Wishing well

Have you contributed to this?

I had to share this picture from the Lewis Ginter Botanical Gardens. I found it so important to share that I decided to put it on the blog, and not just have a couple of lines about it on Facebook.

You may wonder what is so important about this picture…. Well, it is just another wishing well. (Excuse the pun!) But it made ME wonder what people are thinking to just be throwing money in this little pool of water created for decorative purposes.

Looking at the coins resting at the bottom of this little decorative waterfall, I had to wonder how many “wishes” (meaning coins) collect there over the course of the year… and then, also wonder how many of those wishes are money-related, i.e. pay off debt, save for a vacation, buy a new house, buy a new car, etc. Has any of the wishers considered saving that penny, or nickel, or dime, or quarter and put it toward achieving that goal?

Some of you might know the story of the penny that doubles every day for 30 days… I guess the people how throw money way like this, don’t know it. I know you are going to say that nobody nowadays will double your money daily and make you a millionaire in 30 days. You are probably right. But you also have to agree that if you keep your money instead of literally throwing it away, you have more chances or multiplying it. And if a penny won’t make you a millionaire, no problem. Keep your penny, and find some friends for it – in your piggy bank, in your pocket or in your bank account. You will be richer with all your money rather than just some of it, won’t you?

This is not a way of saying you should not give, or help others, by any means. This is just my way of saying that you can and should do what you want with your money – as long as your decisions are wise, and well thought out. And if your choice is to support Lewis Ginter Botanical Gardens, I will commend you on a wise decision. Give them a donation (from your bank account, tax deductible) and not the change in your pocket thrown in the wishing well.

Another thought that came to mind was the example that we set for the children when we teach them it is OK to throw money away, and that it will bring us more money and more of what we want. What will they think, and how is that going to impact their future?  

Monday, January 4, 2016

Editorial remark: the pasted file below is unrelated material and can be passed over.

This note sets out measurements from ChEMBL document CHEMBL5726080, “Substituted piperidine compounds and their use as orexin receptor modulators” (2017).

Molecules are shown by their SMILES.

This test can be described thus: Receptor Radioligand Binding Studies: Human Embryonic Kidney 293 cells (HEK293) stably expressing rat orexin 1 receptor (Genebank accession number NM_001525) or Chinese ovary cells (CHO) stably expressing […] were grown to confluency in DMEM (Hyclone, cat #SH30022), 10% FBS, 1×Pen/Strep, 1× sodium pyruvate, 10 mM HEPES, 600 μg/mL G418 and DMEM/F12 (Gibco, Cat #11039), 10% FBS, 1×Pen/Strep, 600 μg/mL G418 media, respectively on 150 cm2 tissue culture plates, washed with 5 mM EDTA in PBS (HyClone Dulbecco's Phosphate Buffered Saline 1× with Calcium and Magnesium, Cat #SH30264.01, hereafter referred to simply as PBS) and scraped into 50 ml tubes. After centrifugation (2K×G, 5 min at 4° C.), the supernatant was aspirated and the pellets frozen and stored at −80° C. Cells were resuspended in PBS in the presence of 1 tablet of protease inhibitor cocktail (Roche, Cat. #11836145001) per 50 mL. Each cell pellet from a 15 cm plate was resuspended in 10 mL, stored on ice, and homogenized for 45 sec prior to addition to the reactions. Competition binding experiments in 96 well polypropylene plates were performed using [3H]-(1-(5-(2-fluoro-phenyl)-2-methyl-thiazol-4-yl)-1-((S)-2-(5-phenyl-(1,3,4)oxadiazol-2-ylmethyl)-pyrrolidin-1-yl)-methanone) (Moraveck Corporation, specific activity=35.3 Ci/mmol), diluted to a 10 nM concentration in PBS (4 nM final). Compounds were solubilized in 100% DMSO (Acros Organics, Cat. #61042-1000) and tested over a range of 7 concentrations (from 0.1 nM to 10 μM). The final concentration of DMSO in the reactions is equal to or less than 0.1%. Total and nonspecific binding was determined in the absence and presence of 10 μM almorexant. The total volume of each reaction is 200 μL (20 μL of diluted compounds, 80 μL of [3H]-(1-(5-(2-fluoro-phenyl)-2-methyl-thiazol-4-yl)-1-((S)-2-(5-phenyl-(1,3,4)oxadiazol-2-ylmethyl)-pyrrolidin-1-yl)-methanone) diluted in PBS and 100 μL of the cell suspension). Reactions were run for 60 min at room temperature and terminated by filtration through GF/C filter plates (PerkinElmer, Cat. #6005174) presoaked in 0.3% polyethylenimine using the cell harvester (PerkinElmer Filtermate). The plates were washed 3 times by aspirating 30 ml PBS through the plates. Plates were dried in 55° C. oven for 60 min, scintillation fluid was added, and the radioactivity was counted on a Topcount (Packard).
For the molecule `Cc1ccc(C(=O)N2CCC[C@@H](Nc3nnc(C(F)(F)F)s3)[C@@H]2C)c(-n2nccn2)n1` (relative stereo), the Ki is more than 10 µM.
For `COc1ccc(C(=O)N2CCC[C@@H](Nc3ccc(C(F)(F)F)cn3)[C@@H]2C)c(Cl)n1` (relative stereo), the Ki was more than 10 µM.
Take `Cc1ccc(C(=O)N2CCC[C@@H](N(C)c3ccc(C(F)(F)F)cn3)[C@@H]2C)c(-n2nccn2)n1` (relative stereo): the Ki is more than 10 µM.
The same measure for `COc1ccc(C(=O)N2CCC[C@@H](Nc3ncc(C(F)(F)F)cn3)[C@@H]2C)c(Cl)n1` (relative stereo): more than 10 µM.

New Year Resolution

Where is your money going?

Is getting out of debt one of your goals this year? Or maybe you resolved to lose weight – again… Well, if that is the case, you sure are not the only one. Weight loss and paying off debt are resolutions most people make at the beginning of each year. And then, less than a month later, they get back to old habits and forget to pursue their goals.

If that sounds like you in previous years, maybe you can make a difference in 2016. And here is an idea about getting out of debt: track your spending. I know you think it is tedious and boring, I know it takes time to do, and I know you think you are tracking everything on your credit card statement. The good news is that you already have a centralized place to get the info you need. The bad news is that the credit card statement is not a good tracker for you.

Still, budgeting and lowering your spending are still the best solutions for getting your debt reduced, and later eliminated, tracking expenses is the only way to go. But to make it easier, you have the option of only tracking what you spend eating out. Even though most people don’t realize, that is one of the larger monthly bills – and one that can be lowered quite easily, if you are determined. If you are one of those people who must have Starbucks every day, maybe you should look at your monthly total. You may have a sticker shock! Motivate yourself to cut down by saving the money for a bigger ticket item that you really want – that way you own the item out right, and don’t pay for it with a credit card.

Working just to pay bills is no fun at all! And it definitely is no motivation! So if you want to keep your budget under control, make it a goal to have fun traveling while paying upfront, or own something you like that you pay in cash for, or have an experience you enjoy that is paid for with cash, not credit card.

Sounds like a lot of work? Well so is worrying about where the money is going to come from to pay the credit cards off. And so is dodging calls from bill collectors. So maybe you can resolve to dedicate this year to tracking expenses, and reducing them. It’s only short-term hard work.